As an employment lawyer, I've often been mystified and troubled by the enduring appeal of TV's hit series "Mad Men."

The show, taking place in the early 1960s, deals with a number of important social issues as it affects the characters. It accurately depicts a white-collar workplace at a time when a variety of personal habits and behaviors, now illegal, were celebrated or tolerated.

Females in those days -- as among the show's characters -- were in subservient roles, with little chance to be career equals to men. Minorities were few. Homosexuals were closeted, because to be out would have been a career-killer. Sexual harassment was blatant, common and without serious punishment. Smoking and drinking on the job were frequent.

One observer has said that the show's success is based on giving "viewers an alluring package that contains some not-so-pleasant material."

Not so pleasant? Most of it is illegal today.

Much of the critical commentary about the show focuses on the "alluring package" part, rather than the difficult social issues that dominated the latter half of the '60s and beyond. The look of "Mad Men" is often lauded, its costumes and sets, the appealing actors and actresses, the personal story lines that draw viewers in.

Here are a few recent article titles in Allure magazine: "Forget Mad Men's Plot ... Let's Talk About That Eye Makeup" and "Este Lauder to Launch Mad Men-Inspired Makeup." From Cosmopolitan: "Life Lessons to Lift from Mad Men."

Disturbingly, the "Man Men" mania goes beyond mere surface appeal. A number of sources of management advice have actually celebrated the show. Forbes published an article: "Lessons From 'Mad Men': Sales Tips From Don Draper."

CareerBuilder, a website devoted to finding jobs online, hosts a blog called "The Work Buzz," which gave career advice based on the show: "What can 'Mad Men' teach us about the 2012 workplace?"

Looking to this show for positive management advice is foolhardy, to say the least, in today's workplace.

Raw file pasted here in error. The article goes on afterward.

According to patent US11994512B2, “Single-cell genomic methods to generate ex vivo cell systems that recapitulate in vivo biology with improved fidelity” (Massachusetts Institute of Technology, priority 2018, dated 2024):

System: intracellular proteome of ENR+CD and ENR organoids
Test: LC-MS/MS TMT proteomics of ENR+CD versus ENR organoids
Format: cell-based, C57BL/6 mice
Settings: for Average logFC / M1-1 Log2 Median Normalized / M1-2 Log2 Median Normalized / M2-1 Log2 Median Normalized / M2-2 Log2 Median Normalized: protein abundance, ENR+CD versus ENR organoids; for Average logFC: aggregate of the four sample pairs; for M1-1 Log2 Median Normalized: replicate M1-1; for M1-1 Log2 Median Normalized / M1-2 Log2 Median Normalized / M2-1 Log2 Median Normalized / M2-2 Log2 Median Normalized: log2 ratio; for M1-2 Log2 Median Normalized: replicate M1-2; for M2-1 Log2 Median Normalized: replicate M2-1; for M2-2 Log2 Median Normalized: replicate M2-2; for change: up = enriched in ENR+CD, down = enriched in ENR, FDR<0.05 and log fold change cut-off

The workplace has changed, and a number of laws have passed since the "Mad Men" era that make most its workplace behavior illegal. Here are some important ones:

• Equal Pay Act (1963): Aimed at abolishing unequal pay for equal work based on gender.

• Civil Rights Act (1964): The centerpiece of laws outlawing discrimination in the workplace based on race or gender.

 •Age Discrimination in Employment Act (1967): Prohibits discrimination based on age, of those 40 years old or older.

The Clean Indoor Act: Twenty-seven states have one, and Minnesota's was passed in 1975.

• Americans with Disabilities Act (1990): Seeks to outlaw employment discrimination based on disabilities.

• Family Medical Leave Act (1993): Allows employees to take time off for serious medical issues for themselves or close family members, and be able to return to their same jobs.

• Ledbetter Fair Pay Act (2009): Establishes that each gender-unequal paycheck is a new violation of the law.

Currently there is no federal antidiscrimination law regarding sexual orientation. But, Minnesota's Human Rights Act has made such discrimination illegal here since 1993.

Dressing like Don Draper or Joan Holloway is one thing, but there is nothing acceptable about their workplace today. If you're looking for career or management advice in the 21st century, "Mad Men" is an object lesson in the negative.

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Phillip J. Trobaugh is a Minneapolis attorney.